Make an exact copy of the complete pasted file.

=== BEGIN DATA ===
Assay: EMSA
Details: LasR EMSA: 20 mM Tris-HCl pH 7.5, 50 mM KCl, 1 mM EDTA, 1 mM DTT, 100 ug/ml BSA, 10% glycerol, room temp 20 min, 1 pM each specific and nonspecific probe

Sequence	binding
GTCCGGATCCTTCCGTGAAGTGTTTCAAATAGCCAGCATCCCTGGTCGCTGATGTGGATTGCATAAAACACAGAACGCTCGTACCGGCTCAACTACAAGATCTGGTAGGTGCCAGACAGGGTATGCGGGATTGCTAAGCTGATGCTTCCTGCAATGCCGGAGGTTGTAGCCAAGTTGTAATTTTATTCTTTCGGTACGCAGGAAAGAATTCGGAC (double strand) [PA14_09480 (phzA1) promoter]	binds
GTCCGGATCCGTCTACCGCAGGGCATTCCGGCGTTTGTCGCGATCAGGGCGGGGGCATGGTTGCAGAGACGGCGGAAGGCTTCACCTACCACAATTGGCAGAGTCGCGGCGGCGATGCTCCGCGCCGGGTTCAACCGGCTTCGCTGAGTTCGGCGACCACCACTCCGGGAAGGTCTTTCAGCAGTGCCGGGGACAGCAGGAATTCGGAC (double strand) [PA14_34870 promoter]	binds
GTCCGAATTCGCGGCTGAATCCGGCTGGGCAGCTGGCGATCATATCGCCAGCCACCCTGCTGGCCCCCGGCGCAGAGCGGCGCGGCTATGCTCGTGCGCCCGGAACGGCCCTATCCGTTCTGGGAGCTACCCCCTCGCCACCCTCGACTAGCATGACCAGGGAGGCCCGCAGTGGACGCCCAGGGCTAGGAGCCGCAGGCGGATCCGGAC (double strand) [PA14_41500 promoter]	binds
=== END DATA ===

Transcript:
Assay: EMSA
Details: LasR EMSA: 20 mM Tris-HCl pH 7.5, 50 mM KCl, 1 mM EDTA, 1 mM DTT, 100 ug/ml BSA, 10% glycerol, room temp 20 min, 1 pM each specific and nonspecific probe

Sequence	binding
GTCCGGATCCTTCCGTGAAGTGTTTCAAATAGCCAGCATCCCTGGTCGCTGATGTGGATTGCATAAAACACAGAACGCTCGTACCGGCTCAACTACAAGATCTGGTAGGTGCCAGACAGGGTATGCGGGATTGCTAAGCTGATGCTTCCTGCAATGCCGGAGGTTGTAGCCAAGTTGTAATTTTATTCTTTCGGTACGCAGGAAAGAATTCGGAC (double strand) [PA14_09480 (phzA1) promoter]	binds
GTCCGGATCCGTCTACCGCAGGGCATTCCGGCGTTTGTCGCGATCAGGGCGGGGGCATGGTTGCAGAGACGGCGGAAGGCTTCACCTACCACAATTGGCAGAGTCGCGGCGGCGATGCTCCGCGCCGGGTTCAACCGGCTTCGCTGAGTTCGGCGACCACCACTCCGGGAAGGTCTTTCAGCAGTGCCGGGGACAGCAGGAATTCGGAC (double strand) [PA14_34870 promoter]	binds
GTCCGAATTCGCGGCTGAATCCGGCTGGGCAGCTGGCGATCATATCGCCAGCCACCCTGCTGGCCCCCGGCGCAGAGCGGCGCGGCTATGCTCGTGCGCCCGGAACGGCCCTATCCGTTCTGGGAGCTACCCCCTCGCCACCCTCGACTAGCATGACCAGGGAGGCCCGCAGTGGACGCCCAGGGCTAGGAGCCGCAGGCGGATCCGGAC (double strand) [PA14_41500 promoter]	binds